The first theory-driven, narrative-based examination of risky communication interactions in the workplace
"The book does a fine job of incorporating research into a narrative framework that should be accessible for students and individuals in the business community. … The most impressive aspect of the textbook is the use of specific, ′everyday person′ narratives to ground the concepts."—Mary Helen Brown, Auburn University
"The advice provided in the book goes beyond simple advice on what or what not to say, but also advises individuals on how to manage the entire process. The book will be well-received in the classroom setting and by practitioners who encounter difficult interpersonal workplace challenges every day." —Patricia M. Sias, Washington State University
This book focuses on the types of risky interactions that threaten identities, relationships, and sometimes careers, including voicing dissent, repairing broken relationships, managing privacy, responding to harassment, offering criticism, and communicating emotion. Each chapter is grounded in real-life organizational scenarios, includes recent research, applies a standard theoretical framework, and illustrates a full range of communicative tactics and discourse practices. Throughout the book, authors Vincent R. Waldron and Jeffrey W. Kassing provide examples to spur thinking, raise questions, and help readers understand how organizations benefit when employees communicate in ways that manage risk.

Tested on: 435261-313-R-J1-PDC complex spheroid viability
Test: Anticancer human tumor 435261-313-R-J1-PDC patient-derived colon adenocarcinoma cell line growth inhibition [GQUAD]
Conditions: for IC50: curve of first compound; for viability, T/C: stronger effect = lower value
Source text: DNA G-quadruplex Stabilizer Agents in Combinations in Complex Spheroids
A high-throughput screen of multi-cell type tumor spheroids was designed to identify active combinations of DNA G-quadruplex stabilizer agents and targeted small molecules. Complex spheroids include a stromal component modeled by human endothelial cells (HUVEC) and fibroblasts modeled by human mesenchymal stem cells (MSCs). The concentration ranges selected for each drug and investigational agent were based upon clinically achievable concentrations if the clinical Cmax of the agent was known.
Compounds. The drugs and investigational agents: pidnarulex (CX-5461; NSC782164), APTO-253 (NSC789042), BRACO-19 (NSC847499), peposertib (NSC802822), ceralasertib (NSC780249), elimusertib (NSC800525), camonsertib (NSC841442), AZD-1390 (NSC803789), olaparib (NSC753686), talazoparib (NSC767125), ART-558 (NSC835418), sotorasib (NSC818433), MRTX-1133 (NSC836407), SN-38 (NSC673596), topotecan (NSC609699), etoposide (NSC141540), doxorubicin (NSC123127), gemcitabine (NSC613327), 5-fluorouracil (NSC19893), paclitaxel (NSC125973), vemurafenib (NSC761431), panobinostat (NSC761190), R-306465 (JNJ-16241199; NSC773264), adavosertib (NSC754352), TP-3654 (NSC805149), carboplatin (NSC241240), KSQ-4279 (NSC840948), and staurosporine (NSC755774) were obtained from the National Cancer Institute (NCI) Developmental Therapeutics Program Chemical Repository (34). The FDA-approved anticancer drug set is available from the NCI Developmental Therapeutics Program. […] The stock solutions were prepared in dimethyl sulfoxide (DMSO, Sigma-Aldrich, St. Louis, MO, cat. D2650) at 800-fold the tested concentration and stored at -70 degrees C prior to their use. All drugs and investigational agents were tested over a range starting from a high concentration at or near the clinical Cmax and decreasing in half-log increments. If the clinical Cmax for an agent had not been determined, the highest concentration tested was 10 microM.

• Ethically challenging and personally risky work situations are closely examined to help students understand the types of situations they will encounter in their working lives.
• Vivid examples and narratives illustrate the inevitable tensions that emerge among ethical, relational, and performance obligations in the workplace.
• The roles of discourse, interaction, and communication tactics in managing risk, constructing role identities, and promoting ethical workplaces are explained.
• Real-life organizational scenarios and research on the lived experiences of workers help students understand how individual, organizational, and cultural forces shape workplace communication.
• A theoretical model helps students and scholars integrate existing research, analyze situations, and generate new questions.
Managing Risk in Communication Encounters: Strategies for the Workplace is intended for use as a supplemental text for undergraduate and graduate courses in organizational communication, business and professional communication, leadership communication, managerial communication, and supervisory communication